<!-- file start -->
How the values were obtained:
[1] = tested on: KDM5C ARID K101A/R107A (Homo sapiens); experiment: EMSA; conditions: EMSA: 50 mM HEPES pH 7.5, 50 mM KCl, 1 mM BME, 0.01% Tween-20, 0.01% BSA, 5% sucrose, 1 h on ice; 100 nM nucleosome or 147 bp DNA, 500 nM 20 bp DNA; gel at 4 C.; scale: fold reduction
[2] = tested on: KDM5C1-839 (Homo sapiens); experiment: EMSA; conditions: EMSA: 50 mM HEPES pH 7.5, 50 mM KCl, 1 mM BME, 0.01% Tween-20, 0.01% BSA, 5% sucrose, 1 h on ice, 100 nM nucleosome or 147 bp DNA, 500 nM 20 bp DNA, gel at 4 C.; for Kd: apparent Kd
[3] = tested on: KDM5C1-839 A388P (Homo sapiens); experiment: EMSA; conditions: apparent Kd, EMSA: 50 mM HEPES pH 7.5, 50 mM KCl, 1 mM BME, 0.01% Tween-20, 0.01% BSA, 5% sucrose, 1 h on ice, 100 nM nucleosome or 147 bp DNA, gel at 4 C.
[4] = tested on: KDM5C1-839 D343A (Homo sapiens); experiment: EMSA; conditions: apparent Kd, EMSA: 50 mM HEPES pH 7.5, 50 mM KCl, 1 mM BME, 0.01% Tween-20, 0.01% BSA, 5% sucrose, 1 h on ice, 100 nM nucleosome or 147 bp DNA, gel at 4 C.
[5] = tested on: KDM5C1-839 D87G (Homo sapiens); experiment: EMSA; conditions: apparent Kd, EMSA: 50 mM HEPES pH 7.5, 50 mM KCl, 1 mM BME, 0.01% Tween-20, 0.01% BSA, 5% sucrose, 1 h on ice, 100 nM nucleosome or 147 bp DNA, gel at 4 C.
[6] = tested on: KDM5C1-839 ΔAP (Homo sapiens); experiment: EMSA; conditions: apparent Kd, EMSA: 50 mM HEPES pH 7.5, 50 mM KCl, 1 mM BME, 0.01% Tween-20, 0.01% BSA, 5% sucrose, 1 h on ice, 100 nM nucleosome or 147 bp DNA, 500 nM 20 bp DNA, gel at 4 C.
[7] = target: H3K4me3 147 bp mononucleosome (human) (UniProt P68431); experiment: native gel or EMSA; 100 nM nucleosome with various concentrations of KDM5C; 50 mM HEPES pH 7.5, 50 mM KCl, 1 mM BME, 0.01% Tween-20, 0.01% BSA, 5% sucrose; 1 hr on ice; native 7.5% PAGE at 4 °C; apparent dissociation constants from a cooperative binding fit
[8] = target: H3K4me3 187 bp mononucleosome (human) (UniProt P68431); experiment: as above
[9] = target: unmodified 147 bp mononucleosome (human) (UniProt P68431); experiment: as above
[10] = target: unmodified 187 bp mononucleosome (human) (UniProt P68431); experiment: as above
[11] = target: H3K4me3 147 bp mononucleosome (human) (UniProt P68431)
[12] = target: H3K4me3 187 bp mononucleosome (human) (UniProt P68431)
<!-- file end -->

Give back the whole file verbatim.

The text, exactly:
How the values were obtained:
[1] = tested on: KDM5C ARID K101A/R107A (Homo sapiens); experiment: EMSA; conditions: EMSA: 50 mM HEPES pH 7.5, 50 mM KCl, 1 mM BME, 0.01% Tween-20, 0.01% BSA, 5% sucrose, 1 h on ice; 100 nM nucleosome or 147 bp DNA, 500 nM 20 bp DNA; gel at 4 C.; scale: fold reduction
[2] = tested on: KDM5C1-839 (Homo sapiens); experiment: EMSA; conditions: EMSA: 50 mM HEPES pH 7.5, 50 mM KCl, 1 mM BME, 0.01% Tween-20, 0.01% BSA, 5% sucrose, 1 h on ice, 100 nM nucleosome or 147 bp DNA, 500 nM 20 bp DNA, gel at 4 C.; for Kd: apparent Kd
[3] = tested on: KDM5C1-839 A388P (Homo sapiens); experiment: EMSA; conditions: apparent Kd, EMSA: 50 mM HEPES pH 7.5, 50 mM KCl, 1 mM BME, 0.01% Tween-20, 0.01% BSA, 5% sucrose, 1 h on ice, 100 nM nucleosome or 147 bp DNA, gel at 4 C.
[4] = tested on: KDM5C1-839 D343A (Homo sapiens); experiment: EMSA; conditions: apparent Kd, EMSA: 50 mM HEPES pH 7.5, 50 mM KCl, 1 mM BME, 0.01% Tween-20, 0.01% BSA, 5% sucrose, 1 h on ice, 100 nM nucleosome or 147 bp DNA, gel at 4 C.
[5] = tested on: KDM5C1-839 D87G (Homo sapiens); experiment: EMSA; conditions: apparent Kd, EMSA: 50 mM HEPES pH 7.5, 50 mM KCl, 1 mM BME, 0.01% Tween-20, 0.01% BSA, 5% sucrose, 1 h on ice, 100 nM nucleosome or 147 bp DNA, gel at 4 C.
[6] = tested on: KDM5C1-839 ΔAP (Homo sapiens); experiment: EMSA; conditions: apparent Kd, EMSA: 50 mM HEPES pH 7.5, 50 mM KCl, 1 mM BME, 0.01% Tween-20, 0.01% BSA, 5% sucrose, 1 h on ice, 100 nM nucleosome or 147 bp DNA, 500 nM 20 bp DNA, gel at 4 C.
[7] = target: H3K4me3 147 bp mononucleosome (human) (UniProt P68431); experiment: native gel or EMSA; 100 nM nucleosome with various concentrations of KDM5C; 50 mM HEPES pH 7.5, 50 mM KCl, 1 mM BME, 0.01% Tween-20, 0.01% BSA, 5% sucrose; 1 hr on ice; native 7.5% PAGE at 4 °C; apparent dissociation constants from a cooperative binding fit
[8] = target: H3K4me3 187 bp mononucleosome (human) (UniProt P68431); experiment: as above
[9] = target: unmodified 147 bp mononucleosome (human) (UniProt P68431); experiment: as above
[10] = target: unmodified 187 bp mononucleosome (human) (UniProt P68431); experiment: as above
[11] = target: H3K4me3 147 bp mononucleosome (human) (UniProt P68431)
[12] = target: H3K4me3 187 bp mononucleosome (human) (UniProt P68431)